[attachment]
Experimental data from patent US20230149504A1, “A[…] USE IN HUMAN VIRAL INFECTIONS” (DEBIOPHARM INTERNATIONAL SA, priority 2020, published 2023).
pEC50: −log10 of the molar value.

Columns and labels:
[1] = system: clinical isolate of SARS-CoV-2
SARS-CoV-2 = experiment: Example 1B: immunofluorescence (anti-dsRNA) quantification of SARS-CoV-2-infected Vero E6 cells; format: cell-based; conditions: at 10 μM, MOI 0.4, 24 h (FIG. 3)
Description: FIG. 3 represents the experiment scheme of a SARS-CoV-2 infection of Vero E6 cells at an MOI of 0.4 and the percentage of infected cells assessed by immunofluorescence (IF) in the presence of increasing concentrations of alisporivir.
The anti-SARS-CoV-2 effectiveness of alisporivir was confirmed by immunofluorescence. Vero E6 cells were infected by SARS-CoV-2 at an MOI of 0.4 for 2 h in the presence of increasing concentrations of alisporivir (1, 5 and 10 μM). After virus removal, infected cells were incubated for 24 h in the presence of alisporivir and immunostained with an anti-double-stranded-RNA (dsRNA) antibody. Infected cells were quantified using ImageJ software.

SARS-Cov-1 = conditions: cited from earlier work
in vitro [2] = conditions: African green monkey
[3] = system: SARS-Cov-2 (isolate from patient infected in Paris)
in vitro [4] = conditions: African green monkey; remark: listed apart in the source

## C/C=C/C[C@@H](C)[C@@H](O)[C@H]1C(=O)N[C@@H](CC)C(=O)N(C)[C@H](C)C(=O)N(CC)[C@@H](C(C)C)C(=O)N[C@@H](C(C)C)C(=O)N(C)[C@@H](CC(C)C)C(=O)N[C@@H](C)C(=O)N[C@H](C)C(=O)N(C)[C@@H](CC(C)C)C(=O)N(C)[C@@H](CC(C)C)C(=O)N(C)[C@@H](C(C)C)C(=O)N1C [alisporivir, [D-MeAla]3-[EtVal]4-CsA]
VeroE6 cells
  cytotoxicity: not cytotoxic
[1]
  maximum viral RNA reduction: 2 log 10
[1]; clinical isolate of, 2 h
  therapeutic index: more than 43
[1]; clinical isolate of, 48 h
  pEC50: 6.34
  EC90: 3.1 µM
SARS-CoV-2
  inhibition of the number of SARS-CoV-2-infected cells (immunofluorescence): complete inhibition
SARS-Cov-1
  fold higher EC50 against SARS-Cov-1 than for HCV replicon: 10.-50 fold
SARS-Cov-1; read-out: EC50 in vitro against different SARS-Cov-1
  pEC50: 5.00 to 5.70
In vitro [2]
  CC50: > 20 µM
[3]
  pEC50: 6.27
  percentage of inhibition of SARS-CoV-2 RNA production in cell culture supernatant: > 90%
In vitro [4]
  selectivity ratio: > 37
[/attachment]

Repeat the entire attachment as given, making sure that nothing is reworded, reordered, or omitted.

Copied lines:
Experimental data from patent US20230149504A1, “A[…] USE IN HUMAN VIRAL INFECTIONS” (DEBIOPHARM INTERNATIONAL SA, priority 2020, published 2023).
pEC50: −log10 of the molar value.

Columns and labels:
[1] = system: clinical isolate of SARS-CoV-2
SARS-CoV-2 = experiment: Example 1B: immunofluorescence (anti-dsRNA) quantification of SARS-CoV-2-infected Vero E6 cells; format: cell-based; conditions: at 10 μM, MOI 0.4, 24 h (FIG. 3)
Description: FIG. 3 represents the experiment scheme of a SARS-CoV-2 infection of Vero E6 cells at an MOI of 0.4 and the percentage of infected cells assessed by immunofluorescence (IF) in the presence of increasing concentrations of alisporivir.
The anti-SARS-CoV-2 effectiveness of alisporivir was confirmed by immunofluorescence. Vero E6 cells were infected by SARS-CoV-2 at an MOI of 0.4 for 2 h in the presence of increasing concentrations of alisporivir (1, 5 and 10 μM). After virus removal, infected cells were incubated for 24 h in the presence of alisporivir and immunostained with an anti-double-stranded-RNA (dsRNA) antibody. Infected cells were quantified using ImageJ software.

SARS-Cov-1 = conditions: cited from earlier work
in vitro [2] = conditions: African green monkey
[3] = system: SARS-Cov-2 (isolate from patient infected in Paris)
in vitro [4] = conditions: African green monkey; remark: listed apart in the source

## C/C=C/C[C@@H](C)[C@@H](O)[C@H]1C(=O)N[C@@H](CC)C(=O)N(C)[C@H](C)C(=O)N(CC)[C@@H](C(C)C)C(=O)N[C@@H](C(C)C)C(=O)N(C)[C@@H](CC(C)C)C(=O)N[C@@H](C)C(=O)N[C@H](C)C(=O)N(C)[C@@H](CC(C)C)C(=O)N(C)[C@@H](CC(C)C)C(=O)N(C)[C@@H](C(C)C)C(=O)N1C [alisporivir, [D-MeAla]3-[EtVal]4-CsA]
VeroE6 cells
  cytotoxicity: not cytotoxic
[1]
  maximum viral RNA reduction: 2 log 10
[1]; clinical isolate of, 2 h
  therapeutic index: more than 43
[1]; clinical isolate of, 48 h
  pEC50: 6.34
  EC90: 3.1 µM
SARS-CoV-2
  inhibition of the number of SARS-CoV-2-infected cells (immunofluorescence): complete inhibition
SARS-Cov-1
  fold higher EC50 against SARS-Cov-1 than for HCV replicon: 10.-50 fold
SARS-Cov-1; read-out: EC50 in vitro against different SARS-Cov-1
  pEC50: 5.00 to 5.70
In vitro [2]
  CC50: > 20 µM
[3]
  pEC50: 6.27
  percentage of inhibition of SARS-CoV-2 RNA production in cell culture supernatant: > 90%
In vitro [4]
  selectivity ratio: > 37